And finally the finishing line comes into sight. I can’t run any further – led in the legs, lungs long since turned to ash – but I still manage to sprint the last section. Still manage to beat the boy in front, because it’s much better to be 32nd than 33rd and because, in those fleeting moments, that last push for the finish doesn’t represent mediocrity, it’s sheer heroism.

We can be heroes

I ran off-road today. Through mud and up hills and over walls and past sheep. It made me think about cross country running. I started to remember all of those trips we made across Scotland, Fife Athletic Club’s under-fifteen boys team. We ran through a lot of fields together. For a while I forgot about those days, with their early mornings and frost and Vaseline smeared on your legs so you wouldn’t feel the cold (that’ll be right). But now I remember them with a renewed sense of pride and I find myself wondering … how the fuck did we do it?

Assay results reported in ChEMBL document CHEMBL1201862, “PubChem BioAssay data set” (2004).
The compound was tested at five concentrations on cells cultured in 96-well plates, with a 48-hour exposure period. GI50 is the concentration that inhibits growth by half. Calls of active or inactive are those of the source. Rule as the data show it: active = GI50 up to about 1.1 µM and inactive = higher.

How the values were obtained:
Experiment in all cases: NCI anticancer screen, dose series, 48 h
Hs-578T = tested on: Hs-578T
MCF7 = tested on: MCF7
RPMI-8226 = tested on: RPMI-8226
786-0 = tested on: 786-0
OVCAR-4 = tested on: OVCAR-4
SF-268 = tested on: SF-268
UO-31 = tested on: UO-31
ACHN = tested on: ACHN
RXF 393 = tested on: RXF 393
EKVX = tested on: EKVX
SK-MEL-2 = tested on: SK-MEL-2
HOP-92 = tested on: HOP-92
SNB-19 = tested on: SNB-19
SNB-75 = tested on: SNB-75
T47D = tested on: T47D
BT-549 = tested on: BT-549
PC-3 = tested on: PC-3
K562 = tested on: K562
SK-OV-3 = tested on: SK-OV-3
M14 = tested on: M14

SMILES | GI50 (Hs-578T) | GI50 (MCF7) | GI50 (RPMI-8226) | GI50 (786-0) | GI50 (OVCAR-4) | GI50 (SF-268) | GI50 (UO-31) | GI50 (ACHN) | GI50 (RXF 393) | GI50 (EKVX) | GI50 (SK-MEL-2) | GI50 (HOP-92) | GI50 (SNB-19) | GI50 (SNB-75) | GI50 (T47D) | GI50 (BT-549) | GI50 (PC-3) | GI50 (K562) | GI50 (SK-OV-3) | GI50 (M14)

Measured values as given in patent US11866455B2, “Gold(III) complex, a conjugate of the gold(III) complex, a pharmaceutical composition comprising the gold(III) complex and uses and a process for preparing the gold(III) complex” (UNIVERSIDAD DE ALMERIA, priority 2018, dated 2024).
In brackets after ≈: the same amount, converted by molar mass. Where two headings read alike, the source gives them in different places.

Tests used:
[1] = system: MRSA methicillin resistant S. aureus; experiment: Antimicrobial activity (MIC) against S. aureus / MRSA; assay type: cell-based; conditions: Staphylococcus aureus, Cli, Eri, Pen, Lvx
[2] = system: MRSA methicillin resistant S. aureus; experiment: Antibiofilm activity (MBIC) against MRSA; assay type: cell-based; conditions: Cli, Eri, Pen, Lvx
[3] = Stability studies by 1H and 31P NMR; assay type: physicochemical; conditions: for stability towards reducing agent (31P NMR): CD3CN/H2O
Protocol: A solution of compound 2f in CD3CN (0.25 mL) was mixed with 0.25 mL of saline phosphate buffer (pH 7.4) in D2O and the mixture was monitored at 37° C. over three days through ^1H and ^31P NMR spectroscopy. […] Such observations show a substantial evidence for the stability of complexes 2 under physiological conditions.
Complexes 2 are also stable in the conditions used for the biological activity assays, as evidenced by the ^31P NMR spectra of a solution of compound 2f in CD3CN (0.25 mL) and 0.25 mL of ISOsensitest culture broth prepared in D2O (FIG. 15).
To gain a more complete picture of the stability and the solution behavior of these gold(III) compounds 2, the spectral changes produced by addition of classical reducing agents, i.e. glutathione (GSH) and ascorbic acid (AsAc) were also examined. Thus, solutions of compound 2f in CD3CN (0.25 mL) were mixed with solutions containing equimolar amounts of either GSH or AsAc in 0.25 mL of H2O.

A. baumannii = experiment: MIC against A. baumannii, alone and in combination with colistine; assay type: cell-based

Sympathy for the sausage

Sausages: as tempting to me as women are to Tiger Woods

Over the past month I didn’t run much. I was working at a summer camp teaching English and I found that my life was taken up by a crusade to straighten out the garbled, warped English spoken by Russian teenagers. “No Sergiy, it’s not a shit of paper, it’s a sheet … it’s it, not eat Sergiy … I said take a seat, not take a …” It was my mission to right these wrongs and make sure that none of my students would ever be punched in the face again for asking directions to the nearest bitch.

My physical condition has, in general, deteriorated greatly in this period. This is primarily due to adopting a diet more suitable for a professional wrestler than an English teacher. Every day I would shovel vast quantities of pasta, potatoes, chips, sausages and hamburgers down my throat. This period of reckless overeating was caused by two factors: